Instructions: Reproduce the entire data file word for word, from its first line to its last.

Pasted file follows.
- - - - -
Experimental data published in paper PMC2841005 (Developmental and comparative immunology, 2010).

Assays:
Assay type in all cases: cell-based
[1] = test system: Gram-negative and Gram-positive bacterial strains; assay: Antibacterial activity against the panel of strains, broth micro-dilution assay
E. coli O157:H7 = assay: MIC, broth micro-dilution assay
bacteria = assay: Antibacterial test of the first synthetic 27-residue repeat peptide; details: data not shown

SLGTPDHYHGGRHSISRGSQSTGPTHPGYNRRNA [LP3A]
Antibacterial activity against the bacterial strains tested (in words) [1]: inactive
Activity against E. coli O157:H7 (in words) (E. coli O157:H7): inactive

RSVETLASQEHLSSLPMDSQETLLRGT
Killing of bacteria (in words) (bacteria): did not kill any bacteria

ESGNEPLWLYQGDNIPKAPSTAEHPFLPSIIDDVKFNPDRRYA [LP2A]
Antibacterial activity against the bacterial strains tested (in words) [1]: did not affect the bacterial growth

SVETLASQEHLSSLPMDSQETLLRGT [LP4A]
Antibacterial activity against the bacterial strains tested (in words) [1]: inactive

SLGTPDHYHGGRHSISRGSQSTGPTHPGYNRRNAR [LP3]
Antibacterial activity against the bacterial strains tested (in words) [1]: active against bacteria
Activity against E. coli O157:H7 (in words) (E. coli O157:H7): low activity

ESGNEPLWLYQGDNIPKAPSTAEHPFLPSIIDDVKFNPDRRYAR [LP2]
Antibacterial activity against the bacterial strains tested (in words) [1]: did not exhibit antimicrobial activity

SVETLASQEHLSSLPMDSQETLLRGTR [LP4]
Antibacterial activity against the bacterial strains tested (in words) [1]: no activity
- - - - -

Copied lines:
Experimental data published in paper PMC2841005 (Developmental and comparative immunology, 2010).

Assays:
Assay type in all cases: cell-based
[1] = test system: Gram-negative and Gram-positive bacterial strains; assay: Antibacterial activity against the panel of strains, broth micro-dilution assay
E. coli O157:H7 = assay: MIC, broth micro-dilution assay
bacteria = assay: Antibacterial test of the first synthetic 27-residue repeat peptide; details: data not shown

SLGTPDHYHGGRHSISRGSQSTGPTHPGYNRRNA [LP3A]
Antibacterial activity against the bacterial strains tested (in words) [1]: inactive
Activity against E. coli O157:H7 (in words) (E. coli O157:H7): inactive

RSVETLASQEHLSSLPMDSQETLLRGT
Killing of bacteria (in words) (bacteria): did not kill any bacteria

ESGNEPLWLYQGDNIPKAPSTAEHPFLPSIIDDVKFNPDRRYA [LP2A]
Antibacterial activity against the bacterial strains tested (in words) [1]: did not affect the bacterial growth

SVETLASQEHLSSLPMDSQETLLRGT [LP4A]
Antibacterial activity against the bacterial strains tested (in words) [1]: inactive

SLGTPDHYHGGRHSISRGSQSTGPTHPGYNRRNAR [LP3]
Antibacterial activity against the bacterial strains tested (in words) [1]: active against bacteria
Activity against E. coli O157:H7 (in words) (E. coli O157:H7): low activity

ESGNEPLWLYQGDNIPKAPSTAEHPFLPSIIDDVKFNPDRRYAR [LP2]
Antibacterial activity against the bacterial strains tested (in words) [1]: did not exhibit antimicrobial activity

SVETLASQEHLSSLPMDSQETLLRGTR [LP4]
Antibacterial activity against the bacterial strains tested (in words) [1]: no activity